VIII. To change habits and wash one's clothes were ceremonies used by the Jews, in order to dispose them for some holy action which required particular purity., Jacob, after his return from Mesopotamia, required his household to change their garments, and go with him to sacrifice at Bethel. (Gen. XXXV. 2, 3.) Mosès commanded the people to prepare themselves for the reception of the law by purifying and washing their clothes. (Exod. xix. 10.) On the other hand, the RENDING OF One's CLOTHES is an expression frequently used in Scripture, as a token of the highest grief. Reuben, to denote his great sorrow for Joseph, rent his clothes (Gen. Xxxvii. 29.); Jacob did the like (ver. 34.); and Ezra, to express the concern and uneasiness of his mind, and the apprehensions he entertained of the divine displeasure, on account of the people's unlawful marriages, is said to rend his garments and his mantle (Ezra ix. 3.); that is, both his inner and upper garment: this was also an expression of indignation and holy zeal; the high-priest rent his clothes, pretending that our Saviour had spoken blasphemy. (Matt. xxvi. 65.) And so did the apostles, when the people intended to pay them divine honours. (Acts xiv. 14.) The garments of mourners among the Jews were chiefly sackcloth and haircloth. The last sort was the usual clothing of the prophets, for they were continual penitents by profession; and therefore Zechariah speaks of the rough garments of the false prophets, which they also wore to deceive. (Zech. xiii. 4.) Jacob was the first we read of that put sackcloth on his loins,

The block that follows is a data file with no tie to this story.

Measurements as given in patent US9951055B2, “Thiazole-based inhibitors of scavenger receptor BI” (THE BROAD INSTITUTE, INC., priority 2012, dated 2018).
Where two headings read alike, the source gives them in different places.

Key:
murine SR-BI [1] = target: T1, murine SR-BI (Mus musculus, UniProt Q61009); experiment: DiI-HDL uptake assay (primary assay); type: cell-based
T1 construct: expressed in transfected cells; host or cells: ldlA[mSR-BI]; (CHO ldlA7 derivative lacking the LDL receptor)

1 Dr. Shaw's Travels, vol. i. p. 413.
2 Harmer's Observations, vol. iv. p. 334. Shaw's Travels, vol. i. p. 414. Morier's Second Journey, pp. 61. 145. The eyes of the wife of a Greek priest, whom Mr. Rae Wilson saw at Tiberias, were stained with black powder. (Travels in the Holy Land, &c. vol. ii. p. 17.) "The Palmyrene women are the finest looking women of all the Arab tribes of Syria. ...... Like other Orientals of their sex, they dye the tips of the fingers and the palms of their hands red, and wear gold rings in their ears: and the jet-black dye of the hennah for the eyelashes is never forgotten; they imagine, and, perhaps, with truth, that its blackness gives the eye an additional languor and interest." Carne's Letters from the East, p. 592. > Fry's Translation of the Song of Solomon, p. 36.
as a token of mourning for Joseph (Gen. xxxvii. 34.), signifying thereby that since he had lost his beloved son he considered himself as reduced to the meanest and lowest condition of life.
IX. A prodigious number of sumptuous and magnificent habits was in ancient times regarded as a necessary and indispensable part of their treasures. Horace, speaking of Lucullus (who had pillaged Asia, and first introduced Asiatic refinements among the Romans), says, that, some persons having waited upon him to request the loan of a hundred suits out of his wardrobe for the Roman stage, he exclaimed-"A hundred suits! how is it possible for me to furnish such a number? However, I will look over them and send you what I have."-After some time, he writes a note, and tells them he had FIVE THOUSAND, to the whole or part of which they were welcome.4